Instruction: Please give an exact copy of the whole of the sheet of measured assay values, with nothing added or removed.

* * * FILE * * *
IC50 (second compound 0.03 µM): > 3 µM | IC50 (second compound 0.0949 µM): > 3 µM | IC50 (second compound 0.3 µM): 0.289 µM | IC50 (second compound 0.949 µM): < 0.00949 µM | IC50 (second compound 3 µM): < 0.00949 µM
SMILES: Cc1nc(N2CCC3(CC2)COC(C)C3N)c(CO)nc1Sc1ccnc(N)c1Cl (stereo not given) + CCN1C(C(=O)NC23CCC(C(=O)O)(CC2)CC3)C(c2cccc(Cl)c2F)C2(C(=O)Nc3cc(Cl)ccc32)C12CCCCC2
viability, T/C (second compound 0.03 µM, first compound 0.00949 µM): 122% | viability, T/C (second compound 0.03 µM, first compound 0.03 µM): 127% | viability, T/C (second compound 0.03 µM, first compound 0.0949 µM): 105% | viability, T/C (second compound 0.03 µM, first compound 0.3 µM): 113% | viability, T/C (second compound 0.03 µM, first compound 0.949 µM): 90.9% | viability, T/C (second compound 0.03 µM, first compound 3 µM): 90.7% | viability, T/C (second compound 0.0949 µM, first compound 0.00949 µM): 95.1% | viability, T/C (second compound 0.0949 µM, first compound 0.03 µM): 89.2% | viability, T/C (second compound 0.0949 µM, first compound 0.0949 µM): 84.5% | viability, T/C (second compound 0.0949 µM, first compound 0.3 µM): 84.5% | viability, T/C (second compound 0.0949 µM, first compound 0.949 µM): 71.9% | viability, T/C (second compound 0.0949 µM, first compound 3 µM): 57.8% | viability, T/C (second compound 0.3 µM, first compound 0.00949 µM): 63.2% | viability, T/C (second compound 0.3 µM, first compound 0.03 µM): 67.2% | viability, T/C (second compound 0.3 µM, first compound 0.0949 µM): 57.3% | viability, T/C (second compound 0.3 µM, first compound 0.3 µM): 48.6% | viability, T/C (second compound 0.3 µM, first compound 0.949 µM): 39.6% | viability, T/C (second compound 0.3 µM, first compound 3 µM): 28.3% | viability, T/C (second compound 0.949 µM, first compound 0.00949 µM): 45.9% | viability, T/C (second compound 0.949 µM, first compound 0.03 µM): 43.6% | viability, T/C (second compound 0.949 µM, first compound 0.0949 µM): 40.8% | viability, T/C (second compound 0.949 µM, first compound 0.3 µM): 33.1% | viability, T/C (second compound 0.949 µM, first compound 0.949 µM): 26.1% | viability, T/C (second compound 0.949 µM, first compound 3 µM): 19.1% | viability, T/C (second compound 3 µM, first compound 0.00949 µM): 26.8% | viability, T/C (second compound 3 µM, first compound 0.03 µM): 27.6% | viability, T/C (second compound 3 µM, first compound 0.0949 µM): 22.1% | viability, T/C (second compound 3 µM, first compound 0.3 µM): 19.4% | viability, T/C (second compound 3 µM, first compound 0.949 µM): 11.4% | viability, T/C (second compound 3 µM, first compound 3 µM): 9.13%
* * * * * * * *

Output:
IC50 (second compound 0.03 µM): > 3 µM | IC50 (second compound 0.0949 µM): > 3 µM | IC50 (second compound 0.3 µM): 0.289 µM | IC50 (second compound 0.949 µM): < 0.00949 µM | IC50 (second compound 3 µM): < 0.00949 µM
SMILES: Cc1nc(N2CCC3(CC2)COC(C)C3N)c(CO)nc1Sc1ccnc(N)c1Cl (stereo not given) + CCN1C(C(=O)NC23CCC(C(=O)O)(CC2)CC3)C(c2cccc(Cl)c2F)C2(C(=O)Nc3cc(Cl)ccc32)C12CCCCC2
viability, T/C (second compound 0.03 µM, first compound 0.00949 µM): 122% | viability, T/C (second compound 0.03 µM, first compound 0.03 µM): 127% | viability, T/C (second compound 0.03 µM, first compound 0.0949 µM): 105% | viability, T/C (second compound 0.03 µM, first compound 0.3 µM): 113% | viability, T/C (second compound 0.03 µM, first compound 0.949 µM): 90.9% | viability, T/C (second compound 0.03 µM, first compound 3 µM): 90.7% | viability, T/C (second compound 0.0949 µM, first compound 0.00949 µM): 95.1% | viability, T/C (second compound 0.0949 µM, first compound 0.03 µM): 89.2% | viability, T/C (second compound 0.0949 µM, first compound 0.0949 µM): 84.5% | viability, T/C (second compound 0.0949 µM, first compound 0.3 µM): 84.5% | viability, T/C (second compound 0.0949 µM, first compound 0.949 µM): 71.9% | viability, T/C (second compound 0.0949 µM, first compound 3 µM): 57.8% | viability, T/C (second compound 0.3 µM, first compound 0.00949 µM): 63.2% | viability, T/C (second compound 0.3 µM, first compound 0.03 µM): 67.2% | viability, T/C (second compound 0.3 µM, first compound 0.0949 µM): 57.3% | viability, T/C (second compound 0.3 µM, first compound 0.3 µM): 48.6% | viability, T/C (second compound 0.3 µM, first compound 0.949 µM): 39.6% | viability, T/C (second compound 0.3 µM, first compound 3 µM): 28.3% | viability, T/C (second compound 0.949 µM, first compound 0.00949 µM): 45.9% | viability, T/C (second compound 0.949 µM, first compound 0.03 µM): 43.6% | viability, T/C (second compound 0.949 µM, first compound 0.0949 µM): 40.8% | viability, T/C (second compound 0.949 µM, first compound 0.3 µM): 33.1% | viability, T/C (second compound 0.949 µM, first compound 0.949 µM): 26.1% | viability, T/C (second compound 0.949 µM, first compound 3 µM): 19.1% | viability, T/C (second compound 3 µM, first compound 0.00949 µM): 26.8% | viability, T/C (second compound 3 µM, first compound 0.03 µM): 27.6% | viability, T/C (second compound 3 µM, first compound 0.0949 µM): 22.1% | viability, T/C (second compound 3 µM, first compound 0.3 µM): 19.4% | viability, T/C (second compound 3 µM, first compound 0.949 µM): 11.4% | viability, T/C (second compound 3 µM, first compound 3 µM): 9.13%